What The Joint Commission is Doing
Complexity of Health Care
There are a number of industries operating within complex environments that have been more successful in avoiding the number and variety of errors that continue to plague the delivery of medical care. Industries such as commercial aviation and nuclear power have had similar types of challenges and have been more successful in creating safe environments known as High Reliability Organizations. While a complete discussion of what constitutes a High Reliability Organization is beyond the scope of this document, it is important to at least list the characteristics that are generally associated with organizations that have achieved such a status. These five characteristics are:
• Preoccupation with failure
• Reluctance to simplify interpretations
• Sensitivity to operations
• Commitment to resilience
• Deference to expertise
For an organization to incorporate these characteristics into its fabric, an attitude of safety must exist through all levels of an organization. While that achievement is quite difficult, at a minimum an expectation that the organization will remain safe through the use of established tools must be solidly part of the leadership’s attitudes. The expectation that health care organizations continually move towards achieving this state of high reliability is at the core of The Joint Commission’s accreditation process and its components.
The Joint Commission continues to work with the VA in a collaborative and collegial fashion to resolve the VA’s infection prevention and control issues. The Joint Commission’s pledge to help health care organizations help patients by providing them with useful guidelines and tools (such as the Standards and National Patient Safety Goals) drives The Joint Commission to constantly evolve and grow. In addition to disseminating all lessons learned through its interaction with the VA, The Joint Commission will:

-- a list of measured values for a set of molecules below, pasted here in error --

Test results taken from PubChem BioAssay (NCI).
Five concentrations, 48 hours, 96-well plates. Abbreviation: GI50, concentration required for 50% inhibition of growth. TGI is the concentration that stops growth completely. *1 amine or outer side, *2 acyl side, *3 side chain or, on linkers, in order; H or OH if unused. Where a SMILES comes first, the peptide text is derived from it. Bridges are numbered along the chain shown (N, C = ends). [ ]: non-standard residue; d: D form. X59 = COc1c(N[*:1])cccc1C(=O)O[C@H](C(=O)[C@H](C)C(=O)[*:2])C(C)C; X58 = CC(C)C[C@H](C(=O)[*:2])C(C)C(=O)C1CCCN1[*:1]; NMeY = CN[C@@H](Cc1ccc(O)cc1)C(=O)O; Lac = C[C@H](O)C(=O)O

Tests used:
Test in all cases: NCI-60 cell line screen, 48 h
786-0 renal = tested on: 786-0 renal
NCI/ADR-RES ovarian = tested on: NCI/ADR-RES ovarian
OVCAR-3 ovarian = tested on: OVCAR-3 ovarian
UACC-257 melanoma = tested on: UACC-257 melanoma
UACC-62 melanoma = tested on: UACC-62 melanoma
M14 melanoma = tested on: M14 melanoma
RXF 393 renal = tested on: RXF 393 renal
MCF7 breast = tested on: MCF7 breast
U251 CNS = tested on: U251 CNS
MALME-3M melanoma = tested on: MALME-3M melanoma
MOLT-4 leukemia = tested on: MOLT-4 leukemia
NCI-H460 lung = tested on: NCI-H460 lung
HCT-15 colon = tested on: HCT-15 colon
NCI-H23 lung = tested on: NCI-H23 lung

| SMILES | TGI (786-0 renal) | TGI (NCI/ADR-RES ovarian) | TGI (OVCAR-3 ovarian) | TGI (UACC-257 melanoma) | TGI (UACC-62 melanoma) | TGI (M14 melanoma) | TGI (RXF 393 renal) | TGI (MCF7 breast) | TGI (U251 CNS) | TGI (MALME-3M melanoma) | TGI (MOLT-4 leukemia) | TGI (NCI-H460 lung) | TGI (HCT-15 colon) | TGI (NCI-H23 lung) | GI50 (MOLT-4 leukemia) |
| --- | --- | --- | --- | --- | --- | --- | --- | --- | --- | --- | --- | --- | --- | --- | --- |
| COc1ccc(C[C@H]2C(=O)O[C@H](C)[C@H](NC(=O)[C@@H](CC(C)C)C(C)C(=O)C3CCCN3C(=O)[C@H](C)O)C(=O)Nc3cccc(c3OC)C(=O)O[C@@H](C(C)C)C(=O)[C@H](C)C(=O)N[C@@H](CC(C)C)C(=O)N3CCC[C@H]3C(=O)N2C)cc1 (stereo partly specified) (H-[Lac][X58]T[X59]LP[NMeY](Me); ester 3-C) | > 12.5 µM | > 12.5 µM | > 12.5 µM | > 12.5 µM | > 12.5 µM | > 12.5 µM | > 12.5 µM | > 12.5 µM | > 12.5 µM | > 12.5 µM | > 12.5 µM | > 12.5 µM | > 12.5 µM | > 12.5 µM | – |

• Survey health care organizations using state-of-the-art standards;
• Guide and educate these organizations on the most critical of issues through the National Patient Safety Goals;
• Launch the Center for Transforming Healthcare which will allow The Joint Commission to directly partner with the most innovative and advanced organizations in the country to address the most critical health care issues facing the industry today;
• Regularly introduce new initiatives to the health care industry, such as the forthcoming hand hygiene initiative:
• Help health care organizations to reach the same high reliability status as the commercial aviation and nuclear power industries;
• Share with the health care industry all lessons learned;
• Help organizations to provide the highest quality, safest care possible; and
• Serve and protect patients.
The delivery of health care is a complex undertaking with numerous intricate and complicated processes that fundamentally depend upon human beings, which tends to make these processes error-prone. The Joint Commission began a number of years ago to help organizations become safer environments for patients and staff by moving organizations towards establishing cultures of safety that are characterized by encouraging the reporting of problems and unsafe practices; prospectively wrapping envelopes of safety systems around high risk processes; and involving all parts of the organization in keeping safety top of mind.
The Joint Commission is pleased that the VA has moved expeditiously in this direction and has spent significant resources on creating the safety infrastructure that can take them into the future. We note that it was a VA employee who identified the risk to patients and the VA leadership took appropriate action to minimize risks for patients being treated at other VA facilities. These types of actions are critical to the evolution of a culture of safety.
On behalf of The Joint Commission, I would like to thank you again for this opportunity to testify. We are firmly committed to working with all of our partners—public and private—to ensure continuous improvement in the delivery of safe, quality health care.